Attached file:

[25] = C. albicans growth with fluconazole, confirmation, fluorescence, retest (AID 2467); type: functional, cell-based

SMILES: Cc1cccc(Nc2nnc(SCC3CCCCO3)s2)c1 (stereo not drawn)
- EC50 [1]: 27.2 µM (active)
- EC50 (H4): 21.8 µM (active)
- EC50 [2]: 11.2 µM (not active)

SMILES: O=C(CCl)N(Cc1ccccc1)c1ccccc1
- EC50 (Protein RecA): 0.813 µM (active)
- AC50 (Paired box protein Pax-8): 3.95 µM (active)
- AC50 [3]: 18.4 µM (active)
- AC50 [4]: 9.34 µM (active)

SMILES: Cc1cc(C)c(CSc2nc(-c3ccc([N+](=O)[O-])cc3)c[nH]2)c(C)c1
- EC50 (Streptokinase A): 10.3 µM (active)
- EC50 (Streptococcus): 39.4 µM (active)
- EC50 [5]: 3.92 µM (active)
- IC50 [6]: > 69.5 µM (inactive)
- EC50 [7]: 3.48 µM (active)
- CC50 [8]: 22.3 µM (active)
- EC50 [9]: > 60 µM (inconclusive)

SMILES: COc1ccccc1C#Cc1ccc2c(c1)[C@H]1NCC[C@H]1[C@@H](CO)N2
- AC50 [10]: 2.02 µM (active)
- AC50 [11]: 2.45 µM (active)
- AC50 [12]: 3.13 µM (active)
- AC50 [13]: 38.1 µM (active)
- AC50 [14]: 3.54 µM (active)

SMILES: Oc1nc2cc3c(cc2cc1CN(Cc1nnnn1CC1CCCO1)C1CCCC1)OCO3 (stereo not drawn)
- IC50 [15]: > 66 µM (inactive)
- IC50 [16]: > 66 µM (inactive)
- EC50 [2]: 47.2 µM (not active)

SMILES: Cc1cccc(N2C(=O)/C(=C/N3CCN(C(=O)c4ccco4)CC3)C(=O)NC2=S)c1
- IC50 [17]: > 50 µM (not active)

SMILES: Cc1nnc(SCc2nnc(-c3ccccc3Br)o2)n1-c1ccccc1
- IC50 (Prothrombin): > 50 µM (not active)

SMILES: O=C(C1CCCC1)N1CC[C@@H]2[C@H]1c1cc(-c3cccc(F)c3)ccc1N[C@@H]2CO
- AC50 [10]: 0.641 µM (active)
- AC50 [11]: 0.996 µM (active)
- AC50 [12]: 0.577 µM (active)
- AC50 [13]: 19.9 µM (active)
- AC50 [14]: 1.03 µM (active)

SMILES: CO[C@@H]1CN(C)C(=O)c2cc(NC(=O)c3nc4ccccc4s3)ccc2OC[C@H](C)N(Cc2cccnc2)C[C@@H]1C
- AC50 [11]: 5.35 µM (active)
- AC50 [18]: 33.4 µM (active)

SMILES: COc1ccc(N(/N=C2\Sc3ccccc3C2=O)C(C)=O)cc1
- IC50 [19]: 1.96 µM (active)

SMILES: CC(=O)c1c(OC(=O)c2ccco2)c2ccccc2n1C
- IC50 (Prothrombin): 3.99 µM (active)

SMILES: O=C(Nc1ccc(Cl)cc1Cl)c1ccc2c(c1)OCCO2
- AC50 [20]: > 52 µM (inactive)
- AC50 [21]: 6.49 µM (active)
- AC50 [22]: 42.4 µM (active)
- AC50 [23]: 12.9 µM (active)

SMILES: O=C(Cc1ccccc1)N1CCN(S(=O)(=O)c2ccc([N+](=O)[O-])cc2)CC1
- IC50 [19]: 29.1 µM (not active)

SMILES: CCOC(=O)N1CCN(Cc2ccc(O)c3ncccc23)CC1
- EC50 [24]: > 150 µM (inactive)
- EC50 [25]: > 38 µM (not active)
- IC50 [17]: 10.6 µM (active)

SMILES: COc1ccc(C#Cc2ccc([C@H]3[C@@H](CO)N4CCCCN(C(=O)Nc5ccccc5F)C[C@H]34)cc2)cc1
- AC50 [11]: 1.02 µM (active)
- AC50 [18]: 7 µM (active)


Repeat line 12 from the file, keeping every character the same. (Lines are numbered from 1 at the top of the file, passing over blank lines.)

- EC50 (Streptokinase A): 10.3 µM (active)